Risk Management in the process of identifying, assessing, and prioritizing risks in an organization followed by coordinated and economical applications of the organization’s resources (and sometimes outside resources and outside help) to minimize, monitor, and control the probability or impact of unfortunate events and maximize the achievements of opportunities.
Risk management is done in every industry, some industries can’t even function without daily risk management. Industries like finance and investment need daily risk management and assessment to guide their every decision. In the healthcare industry, Risk Management in Hospitals is used to improve overall patient outcomes and quality of care. As important as this is, managing risk in healthcare organizations and hospitals can be quite challenging. One of the main reasons why it’s so challenging is that risk managers often joggle their job of risk identification and risk management with other job responsibilities within the healthcare organization.
Risk management in healthcare organizations is responsible for identifying high-risk areas that could cause harm to patients, visitors and even employees hence it involves implementing programs to avert risks and managing a robust process for adverse events that might and do occur.
Considering the importance of risk managers performing at full capacity in identifying risks, there are solutions that can be put in place by healthcare organizations to ensure they focus on their core duty of manage risks. One major and proven solution is establishing a healthcare enterprise data warehouse.
Risk managers need adverse event information to be accessible in a central location where all collaborating departments can see it simultaneously. That is where a healthcare enterprise data warehouse (EDW) comes into play.
The principal function of an enterprise data warehouse is to serve as a single source of truth by aggregating and validating data from various source systems across an organization so everyone has access to the same accurate data. Once the enterprise data warehouse platform is in place, the health system can add a simple data entry application tool that runs on top of the EDW but stores the data in the EDW.
This web-based data collection tool enables users like risk managers to create simple forms and publish those forms to a set of collaborators. Instead of communicating with a group of collaborators via email and attempting to capture feedback in a spreadsheet, risk managers can see and comment on the adverse event in one location and in a timely manner.
In addition to being able to view information in a central location, there are additional benefits to using a data warehouse with a data entry application tool. Each department’s representative can submit and save his or her feedback about the event, which is then accessible to the other parties involved. Everyone can also see who has evaluated and signed off on the event.
This solution not only streamlines the review process; it also makes the process more accurate. By replacing manual work with automation through the EDW, the likelihood of data entry errors are reduced because risk managers no longer need to consolidate information from various emails and spreadsheets.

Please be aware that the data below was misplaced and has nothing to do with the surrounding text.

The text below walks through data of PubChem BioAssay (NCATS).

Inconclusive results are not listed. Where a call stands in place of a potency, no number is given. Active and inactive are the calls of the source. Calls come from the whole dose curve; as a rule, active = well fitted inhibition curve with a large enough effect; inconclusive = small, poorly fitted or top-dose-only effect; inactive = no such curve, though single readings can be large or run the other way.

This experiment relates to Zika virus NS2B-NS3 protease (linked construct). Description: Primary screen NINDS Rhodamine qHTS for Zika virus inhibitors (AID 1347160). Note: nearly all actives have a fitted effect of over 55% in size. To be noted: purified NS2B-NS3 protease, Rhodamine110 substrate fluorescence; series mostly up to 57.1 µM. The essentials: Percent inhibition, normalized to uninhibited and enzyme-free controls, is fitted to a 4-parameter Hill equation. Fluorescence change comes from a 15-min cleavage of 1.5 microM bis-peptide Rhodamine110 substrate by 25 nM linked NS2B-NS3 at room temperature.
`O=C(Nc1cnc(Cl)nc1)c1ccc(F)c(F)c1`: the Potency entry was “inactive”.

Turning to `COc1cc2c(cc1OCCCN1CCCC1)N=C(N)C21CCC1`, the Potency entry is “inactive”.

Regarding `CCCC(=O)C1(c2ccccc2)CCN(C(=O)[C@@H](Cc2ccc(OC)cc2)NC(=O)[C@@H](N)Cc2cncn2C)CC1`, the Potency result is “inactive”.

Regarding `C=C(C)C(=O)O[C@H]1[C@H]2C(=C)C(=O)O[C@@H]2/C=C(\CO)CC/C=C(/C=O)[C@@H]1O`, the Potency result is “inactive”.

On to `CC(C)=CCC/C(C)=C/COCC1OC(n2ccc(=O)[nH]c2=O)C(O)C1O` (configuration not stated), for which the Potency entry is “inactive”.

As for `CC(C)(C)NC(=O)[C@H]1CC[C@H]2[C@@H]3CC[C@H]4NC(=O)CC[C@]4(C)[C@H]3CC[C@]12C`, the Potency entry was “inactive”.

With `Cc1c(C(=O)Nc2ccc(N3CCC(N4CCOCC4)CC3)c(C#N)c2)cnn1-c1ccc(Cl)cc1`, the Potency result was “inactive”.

This approach to risk management adds more functionality than what’s available from the many standalone risk management applications currently on the market. While such applications are able to track events, that’s the extent of what they can do.
They aren’t able to monitor the evaluation and investigation process for each risk event, and their usability is limited to drop down answers that aren’t robust enough to capture the unique details of each event. In other words, risk management is very essential to healthcare organizations and should be prioritized and handled efficiently for the benefit of patients, employees, and stakeholders.
Conclusion on Risk Management and Risk Stratification
Hopefully, in prioritizing our diabetes patient, we give him or her the extra care and attention needed, and we can actually prevent diabetes from getting worse. The “prevent” or risk stratification is, of course, the most important step and ultimate goal in this process. There are a variety of different ways organizations can do risk stratification, but the end result is the same. You want to be classifying all patients based on many factors (including historical data) and using these classifications to prevent future consequences down the road. Obviously preventing readmission is good for our patient’s sake, but readmission is also is very costly. Check out this infographic on Why Care Coordination Matters.
Implementing risk stratification might be difficult. You need to gather a huge amount of data and learn what risk stratification method works best for you. But, like all of healthcare data and analytics, this process will greatly help your healthcare organization, both in patient care and in cost and time savings. The Health Intelligence Network blog has many posts about risk stratification, including valuable infographics like the one above. Check out this list of benefits when implementing risk stratification. It seems like a pretty obvious next step, in a time when we are digitizing all our records and trying to see how we can use such data to improve healthcare for the future.